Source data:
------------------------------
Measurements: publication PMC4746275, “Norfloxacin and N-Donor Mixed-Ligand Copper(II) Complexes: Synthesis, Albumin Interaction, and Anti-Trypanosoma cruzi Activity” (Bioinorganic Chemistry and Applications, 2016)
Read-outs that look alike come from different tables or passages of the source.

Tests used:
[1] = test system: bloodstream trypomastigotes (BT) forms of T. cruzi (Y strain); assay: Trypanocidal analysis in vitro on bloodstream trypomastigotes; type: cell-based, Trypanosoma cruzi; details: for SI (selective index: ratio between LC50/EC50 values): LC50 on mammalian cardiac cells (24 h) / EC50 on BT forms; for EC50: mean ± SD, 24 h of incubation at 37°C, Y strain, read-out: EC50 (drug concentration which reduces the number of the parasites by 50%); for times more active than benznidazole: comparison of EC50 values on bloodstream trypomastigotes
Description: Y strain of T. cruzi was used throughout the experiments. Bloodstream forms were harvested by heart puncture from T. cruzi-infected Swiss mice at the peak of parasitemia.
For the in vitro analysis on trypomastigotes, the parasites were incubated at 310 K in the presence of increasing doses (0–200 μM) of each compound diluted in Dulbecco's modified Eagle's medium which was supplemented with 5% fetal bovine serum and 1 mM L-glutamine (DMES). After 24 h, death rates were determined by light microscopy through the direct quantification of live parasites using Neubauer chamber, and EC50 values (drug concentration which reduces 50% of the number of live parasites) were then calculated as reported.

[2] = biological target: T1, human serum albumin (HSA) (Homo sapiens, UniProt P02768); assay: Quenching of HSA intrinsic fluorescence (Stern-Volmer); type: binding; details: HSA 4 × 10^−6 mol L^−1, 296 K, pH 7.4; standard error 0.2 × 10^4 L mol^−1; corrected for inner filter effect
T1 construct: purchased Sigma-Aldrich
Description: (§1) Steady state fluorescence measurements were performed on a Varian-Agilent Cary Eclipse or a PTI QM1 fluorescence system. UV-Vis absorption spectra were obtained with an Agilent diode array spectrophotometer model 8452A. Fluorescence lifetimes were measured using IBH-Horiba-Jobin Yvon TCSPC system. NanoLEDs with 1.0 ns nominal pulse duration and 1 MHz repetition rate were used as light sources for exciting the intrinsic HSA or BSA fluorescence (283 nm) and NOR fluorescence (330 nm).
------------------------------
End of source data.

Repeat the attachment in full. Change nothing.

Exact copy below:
Measurements: publication PMC4746275, “Norfloxacin and N-Donor Mixed-Ligand Copper(II) Complexes: Synthesis, Albumin Interaction, and Anti-Trypanosoma cruzi Activity” (Bioinorganic Chemistry and Applications, 2016)
Read-outs that look alike come from different tables or passages of the source.

Tests used:
[1] = test system: bloodstream trypomastigotes (BT) forms of T. cruzi (Y strain); assay: Trypanocidal analysis in vitro on bloodstream trypomastigotes; type: cell-based, Trypanosoma cruzi; details: for SI (selective index: ratio between LC50/EC50 values): LC50 on mammalian cardiac cells (24 h) / EC50 on BT forms; for EC50: mean ± SD, 24 h of incubation at 37°C, Y strain, read-out: EC50 (drug concentration which reduces the number of the parasites by 50%); for times more active than benznidazole: comparison of EC50 values on bloodstream trypomastigotes
Description: Y strain of T. cruzi was used throughout the experiments. Bloodstream forms were harvested by heart puncture from T. cruzi-infected Swiss mice at the peak of parasitemia.
For the in vitro analysis on trypomastigotes, the parasites were incubated at 310 K in the presence of increasing doses (0–200 μM) of each compound diluted in Dulbecco's modified Eagle's medium which was supplemented with 5% fetal bovine serum and 1 mM L-glutamine (DMES). After 24 h, death rates were determined by light microscopy through the direct quantification of live parasites using Neubauer chamber, and EC50 values (drug concentration which reduces 50% of the number of live parasites) were then calculated as reported.

[2] = biological target: T1, human serum albumin (HSA) (Homo sapiens, UniProt P02768); assay: Quenching of HSA intrinsic fluorescence (Stern-Volmer); type: binding; details: HSA 4 × 10^−6 mol L^−1, 296 K, pH 7.4; standard error 0.2 × 10^4 L mol^−1; corrected for inner filter effect
T1 construct: purchased Sigma-Aldrich
Description: (§1) Steady state fluorescence measurements were performed on a Varian-Agilent Cary Eclipse or a PTI QM1 fluorescence system. UV-Vis absorption spectra were obtained with an Agilent diode array spectrophotometer model 8452A. Fluorescence lifetimes were measured using IBH-Horiba-Jobin Yvon TCSPC system. NanoLEDs with 1.0 ns nominal pulse duration and 1 MHz repetition rate were used as light sources for exciting the intrinsic HSA or BSA fluorescence (283 nm) and NOR fluorescence (330 nm).